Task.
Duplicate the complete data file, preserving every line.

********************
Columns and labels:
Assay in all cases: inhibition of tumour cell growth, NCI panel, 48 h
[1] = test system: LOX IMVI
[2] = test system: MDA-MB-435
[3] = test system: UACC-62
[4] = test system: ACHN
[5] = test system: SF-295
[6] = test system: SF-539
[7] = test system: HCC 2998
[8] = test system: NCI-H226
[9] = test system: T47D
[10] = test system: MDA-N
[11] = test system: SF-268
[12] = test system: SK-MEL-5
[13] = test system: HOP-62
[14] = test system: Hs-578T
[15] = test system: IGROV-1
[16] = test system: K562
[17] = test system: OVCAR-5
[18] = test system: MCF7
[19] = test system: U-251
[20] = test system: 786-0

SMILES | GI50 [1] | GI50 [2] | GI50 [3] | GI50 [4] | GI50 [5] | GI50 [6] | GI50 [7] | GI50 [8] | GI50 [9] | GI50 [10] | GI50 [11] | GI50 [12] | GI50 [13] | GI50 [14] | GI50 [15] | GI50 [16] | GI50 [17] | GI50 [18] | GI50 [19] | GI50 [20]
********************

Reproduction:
Columns and labels:
Assay in all cases: inhibition of tumour cell growth, NCI panel, 48 h
[1] = test system: LOX IMVI
[2] = test system: MDA-MB-435
[3] = test system: UACC-62
[4] = test system: ACHN
[5] = test system: SF-295
[6] = test system: SF-539
[7] = test system: HCC 2998
[8] = test system: NCI-H226
[9] = test system: T47D
[10] = test system: MDA-N
[11] = test system: SF-268
[12] = test system: SK-MEL-5
[13] = test system: HOP-62
[14] = test system: Hs-578T
[15] = test system: IGROV-1
[16] = test system: K562
[17] = test system: OVCAR-5
[18] = test system: MCF7
[19] = test system: U-251
[20] = test system: 786-0

SMILES | GI50 [1] | GI50 [2] | GI50 [3] | GI50 [4] | GI50 [5] | GI50 [6] | GI50 [7] | GI50 [8] | GI50 [9] | GI50 [10] | GI50 [11] | GI50 [12] | GI50 [13] | GI50 [14] | GI50 [15] | GI50 [16] | GI50 [17] | GI50 [18] | GI50 [19] | GI50 [20]